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Friday, September 18, 2015

What do baby toads look like?

“I know that tadpoles hatch out of eggs, grow legs, and become baby frogs, but I don’t know anything about baby toads. What happens to them?”

Baby toads are much the same as baby frogs! Both creatures are amphibians, and both lay eggs that develop into tadpoles. There are a few ways to tell frog and toad eggs and tadpoles apart. While frogs lay their eggs in clumps, toads lay theirs in long strands. Both kinds of tadpoles are black when they first hatch, but frogs change to a mottled brown while tadpoles remain black. Also, toad tadpoles will hang together in groups, called shoals, which isn’t something frog tadpoles will do. [Info from]

Ohio is home to the Eastern Spadefoot toad, the Eastern American toad, and Fowler’s toad. According to, it takes about two to ten days for their eggs to hatch and two to eight weeks for the tadpoles to fully develop.

Of all the frogs and toads, the Surinam toad has the most interesting way of hatching its eggs. After fertilization, the eggs sink into the mother’s back. A layer of skin grows over them. The eggs hatch in the pockets on her back and the tadpoles spend three to four months developing under her skin before hatching out as fully-formed tiny little toads. The mother then sheds her skin, ready to undergo the whole process next breeding season. While this aquatic toad is native to South America, the Cleveland Metroparks Zoo houses dwarf Surinam toads in its Rainforest exhibit for anyone to visit.

For more information on frogs and toads, Chris Mattison’s Encyclopedia of North American Reptiles and Amphibians, William W. Lamar’s The World’s Most Spectacular Reptiles and Amphibians, and Frogs: A Chorus of Color by John and Deborah Behler are available for borrowing here at the Newton Falls Public Library.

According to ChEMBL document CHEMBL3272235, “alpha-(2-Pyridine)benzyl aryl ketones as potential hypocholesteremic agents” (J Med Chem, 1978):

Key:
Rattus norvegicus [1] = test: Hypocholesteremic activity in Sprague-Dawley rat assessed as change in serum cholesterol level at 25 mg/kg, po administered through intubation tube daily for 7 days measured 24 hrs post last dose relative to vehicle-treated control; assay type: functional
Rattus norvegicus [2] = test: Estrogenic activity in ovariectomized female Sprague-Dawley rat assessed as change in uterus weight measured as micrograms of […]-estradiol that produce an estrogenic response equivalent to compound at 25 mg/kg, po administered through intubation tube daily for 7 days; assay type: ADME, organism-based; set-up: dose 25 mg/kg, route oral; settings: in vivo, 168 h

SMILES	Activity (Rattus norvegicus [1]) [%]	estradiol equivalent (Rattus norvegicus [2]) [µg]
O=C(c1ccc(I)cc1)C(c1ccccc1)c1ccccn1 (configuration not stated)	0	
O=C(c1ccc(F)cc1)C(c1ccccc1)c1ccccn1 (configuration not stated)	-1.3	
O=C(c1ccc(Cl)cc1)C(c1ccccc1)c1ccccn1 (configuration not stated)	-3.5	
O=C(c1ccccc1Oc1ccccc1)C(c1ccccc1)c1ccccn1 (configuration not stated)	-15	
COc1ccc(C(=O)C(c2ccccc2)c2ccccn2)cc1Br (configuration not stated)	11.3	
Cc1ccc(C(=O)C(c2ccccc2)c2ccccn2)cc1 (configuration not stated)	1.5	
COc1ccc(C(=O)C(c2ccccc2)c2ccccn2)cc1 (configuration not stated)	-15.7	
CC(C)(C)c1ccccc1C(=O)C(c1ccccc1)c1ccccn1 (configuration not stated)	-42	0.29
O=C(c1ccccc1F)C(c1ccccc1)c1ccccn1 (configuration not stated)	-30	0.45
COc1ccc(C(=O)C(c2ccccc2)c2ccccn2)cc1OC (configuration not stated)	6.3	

Friday, September 11, 2015

What are these bugs in my garden?

“A few weeks ago, I noticed a lot of strange insects on my magnolia tree. They were black in color with antennae and wings folded over the top of their bodies. When you looked at them from the side, they have a kind of pointed teardrop shape, but from above they looked very narrow. They were clustered in pretty large circular groups all over the bark and branches of my tree. I sprayed them with a hose and they scattered. Do you know what they were?”

We brought out Insects by George C. McGavin and The National Audubon Society Field Guide to Insects and Spiders. First we looked up termites, which is what our patron thought their insects were. However, they turned out to be the wrong shape, their antennae were too short, and their wings were too pale. We flipped through the color plates at the beginning of the Audubon Society Field Guide, and that’s where our patron recognized their mystery insect as a type of aphid.

We were surprised, as we’re used to thinking of aphids as tiny, plump, wingless bugs, usually green in color. (These wingless aphids are sometimes called “ant-cows” because ants will “milk” them for the honeydew they secrete.) Winged female aphids will migrate to a new host plant and establish a new colony through a kind of asexual reproduction called parthenogenesis. (Eggs produced this way can develop into young without being fertilized.) The aphids produce several wingless generations this way, eventually producing more winged female aphids, which then fly back to their original host plant to mate with males and lay fertilized eggs.